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The Drocourt-Queant Line

Heroes Remember

The Drocourt-Queant Line

We drew up on this, I don’t remember exactly where, but we were in front of Canal. And this was a part of what they call the Drocourt-Queant Line, do you ever hear of it? Well, it was an extension of the Hindenburg Line that they built later and was probably the strongest part of the Hindenburg Line. There was a canal there that was being built when the war broke out, but it was never finished and it was dry. Well, we were on one side of the canal when, on the day that they broke the Hindenburg Line. Now we started on, and that’s the longest barrage we ever had, was on the day of breaking the Hindenburg Line. And that I believe was the 26th of September, nineteen, about there, maybe the 27th. And we were firing from some time around four or five in the morning till noon. We had to stop our guns - take some time - because they were too hot. And we rested one and then another, and we were only firing two a minute, they got so hot. But they broke the line then and went through the Drocourt-Queant Line. And that was the end of the Hindenburg Line. And I’m sure that was about the 26th of September.

Mr. Pitcairn describes the artillery barrage at the Hindenburg Line as the largest barrage to date, and having to ‘rest’ the guns which were overheating.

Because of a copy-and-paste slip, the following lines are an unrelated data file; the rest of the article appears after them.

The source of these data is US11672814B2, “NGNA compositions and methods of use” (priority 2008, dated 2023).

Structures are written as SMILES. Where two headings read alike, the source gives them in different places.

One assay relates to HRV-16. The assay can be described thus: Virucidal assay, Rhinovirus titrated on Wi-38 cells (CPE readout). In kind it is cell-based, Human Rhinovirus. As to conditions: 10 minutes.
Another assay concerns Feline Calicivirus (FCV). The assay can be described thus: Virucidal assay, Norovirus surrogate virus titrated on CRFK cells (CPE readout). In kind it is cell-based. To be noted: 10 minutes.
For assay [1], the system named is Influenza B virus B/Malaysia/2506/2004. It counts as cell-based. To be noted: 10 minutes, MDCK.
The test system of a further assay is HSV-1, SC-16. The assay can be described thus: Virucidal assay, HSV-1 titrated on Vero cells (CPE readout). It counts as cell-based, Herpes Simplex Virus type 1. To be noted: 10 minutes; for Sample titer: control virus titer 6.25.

James Pitcairn

James Pitcairn was born in Kirkintilloch, Scotland on May 3, 1897. The second of four children, he moved to Vancouver with his widowed mother in 1911. At the age of thirteen, he was working as an elevator boy when a truancy officer sent him back to school, which he attended for five years. In Vancouver, Mr. Pitcairn was twice denied enlistment because of his small size; however, he joined friends in Kingston, Ontario and was accepted there as a member of the 50th Battery, Queens Artillery on March 7, 1916. He trained as a horse artilleryman at Petawawa. Mr. Pitcairn sailed for England aboard the SS Olympia in August, 1916. He had further training at Camp Whitley and was finally sent to France as a member of the 52nd Field Artillery, 5th Division. Mr. Pitcairn’s service saw him in action at Lens, Vimy, Hill 70, Amiens, Drocourt-Queant and Valenciennes as the layer on an 18-Pound artillery gun. One hundred and two at the time of his interview, Mr. Pitcairn’s clear voice and photographic memory offer some very informative descriptions of the Artillery’s role in the First World War.

Meta Data
Veterans Affairs Canada
Person Interviewed:
James Pitcairn
War, Conflict or Mission:
First World War
50th Battery

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